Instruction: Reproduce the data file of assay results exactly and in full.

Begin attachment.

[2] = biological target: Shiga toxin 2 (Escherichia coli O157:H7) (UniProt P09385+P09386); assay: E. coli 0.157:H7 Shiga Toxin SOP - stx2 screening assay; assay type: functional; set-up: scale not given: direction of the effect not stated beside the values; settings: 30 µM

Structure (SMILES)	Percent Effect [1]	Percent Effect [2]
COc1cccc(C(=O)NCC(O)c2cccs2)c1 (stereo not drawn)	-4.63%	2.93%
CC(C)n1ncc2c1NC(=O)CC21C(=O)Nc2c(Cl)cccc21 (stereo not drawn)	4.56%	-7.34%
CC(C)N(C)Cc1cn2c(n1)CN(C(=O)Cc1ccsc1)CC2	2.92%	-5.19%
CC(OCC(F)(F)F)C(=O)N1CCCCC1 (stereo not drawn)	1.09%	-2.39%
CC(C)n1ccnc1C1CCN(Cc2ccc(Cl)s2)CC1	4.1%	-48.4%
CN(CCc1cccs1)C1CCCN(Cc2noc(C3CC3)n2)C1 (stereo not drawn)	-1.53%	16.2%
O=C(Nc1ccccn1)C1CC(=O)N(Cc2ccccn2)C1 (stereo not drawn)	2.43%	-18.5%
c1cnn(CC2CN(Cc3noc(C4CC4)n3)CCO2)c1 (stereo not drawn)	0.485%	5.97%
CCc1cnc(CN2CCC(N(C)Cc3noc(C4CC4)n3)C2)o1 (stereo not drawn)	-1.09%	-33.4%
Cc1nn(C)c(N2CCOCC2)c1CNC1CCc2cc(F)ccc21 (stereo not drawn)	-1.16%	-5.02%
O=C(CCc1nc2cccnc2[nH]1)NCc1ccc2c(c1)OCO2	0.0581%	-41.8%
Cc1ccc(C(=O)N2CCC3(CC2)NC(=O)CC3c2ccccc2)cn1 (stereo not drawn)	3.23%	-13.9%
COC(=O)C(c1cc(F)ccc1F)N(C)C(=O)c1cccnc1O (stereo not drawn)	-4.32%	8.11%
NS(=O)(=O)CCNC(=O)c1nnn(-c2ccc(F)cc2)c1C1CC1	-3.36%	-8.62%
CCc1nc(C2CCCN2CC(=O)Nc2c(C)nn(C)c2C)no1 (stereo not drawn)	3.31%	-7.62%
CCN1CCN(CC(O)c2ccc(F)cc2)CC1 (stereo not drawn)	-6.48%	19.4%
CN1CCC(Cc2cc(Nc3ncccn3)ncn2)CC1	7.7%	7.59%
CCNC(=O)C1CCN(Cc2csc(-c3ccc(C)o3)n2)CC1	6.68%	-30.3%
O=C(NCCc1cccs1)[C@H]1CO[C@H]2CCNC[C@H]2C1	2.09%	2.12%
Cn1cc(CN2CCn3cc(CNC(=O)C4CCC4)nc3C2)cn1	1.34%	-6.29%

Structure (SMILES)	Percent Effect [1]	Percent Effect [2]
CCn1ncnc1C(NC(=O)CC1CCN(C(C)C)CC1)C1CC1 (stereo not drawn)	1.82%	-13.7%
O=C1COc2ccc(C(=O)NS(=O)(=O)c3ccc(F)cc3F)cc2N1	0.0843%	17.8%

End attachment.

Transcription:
[2] = biological target: Shiga toxin 2 (Escherichia coli O157:H7) (UniProt P09385+P09386); assay: E. coli 0.157:H7 Shiga Toxin SOP - stx2 screening assay; assay type: functional; set-up: scale not given: direction of the effect not stated beside the values; settings: 30 µM

Structure (SMILES)	Percent Effect [1]	Percent Effect [2]
COc1cccc(C(=O)NCC(O)c2cccs2)c1 (stereo not drawn)	-4.63%	2.93%
CC(C)n1ncc2c1NC(=O)CC21C(=O)Nc2c(Cl)cccc21 (stereo not drawn)	4.56%	-7.34%
CC(C)N(C)Cc1cn2c(n1)CN(C(=O)Cc1ccsc1)CC2	2.92%	-5.19%
CC(OCC(F)(F)F)C(=O)N1CCCCC1 (stereo not drawn)	1.09%	-2.39%
CC(C)n1ccnc1C1CCN(Cc2ccc(Cl)s2)CC1	4.1%	-48.4%
CN(CCc1cccs1)C1CCCN(Cc2noc(C3CC3)n2)C1 (stereo not drawn)	-1.53%	16.2%
O=C(Nc1ccccn1)C1CC(=O)N(Cc2ccccn2)C1 (stereo not drawn)	2.43%	-18.5%
c1cnn(CC2CN(Cc3noc(C4CC4)n3)CCO2)c1 (stereo not drawn)	0.485%	5.97%
CCc1cnc(CN2CCC(N(C)Cc3noc(C4CC4)n3)C2)o1 (stereo not drawn)	-1.09%	-33.4%
Cc1nn(C)c(N2CCOCC2)c1CNC1CCc2cc(F)ccc21 (stereo not drawn)	-1.16%	-5.02%
O=C(CCc1nc2cccnc2[nH]1)NCc1ccc2c(c1)OCO2	0.0581%	-41.8%
Cc1ccc(C(=O)N2CCC3(CC2)NC(=O)CC3c2ccccc2)cn1 (stereo not drawn)	3.23%	-13.9%
COC(=O)C(c1cc(F)ccc1F)N(C)C(=O)c1cccnc1O (stereo not drawn)	-4.32%	8.11%
NS(=O)(=O)CCNC(=O)c1nnn(-c2ccc(F)cc2)c1C1CC1	-3.36%	-8.62%
CCc1nc(C2CCCN2CC(=O)Nc2c(C)nn(C)c2C)no1 (stereo not drawn)	3.31%	-7.62%
CCN1CCN(CC(O)c2ccc(F)cc2)CC1 (stereo not drawn)	-6.48%	19.4%
CN1CCC(Cc2cc(Nc3ncccn3)ncn2)CC1	7.7%	7.59%
CCNC(=O)C1CCN(Cc2csc(-c3ccc(C)o3)n2)CC1	6.68%	-30.3%
O=C(NCCc1cccs1)[C@H]1CO[C@H]2CCNC[C@H]2C1	2.09%	2.12%
Cn1cc(CN2CCn3cc(CNC(=O)C4CCC4)nc3C2)cn1	1.34%	-6.29%

Structure (SMILES)	Percent Effect [1]	Percent Effect [2]
CCn1ncnc1C(NC(=O)CC1CCN(C(C)C)CC1)C1CC1 (stereo not drawn)	1.82%	-13.7%
O=C1COc2ccc(C(=O)NS(=O)(=O)c3ccc(F)cc3F)cc2N1	0.0843%	17.8%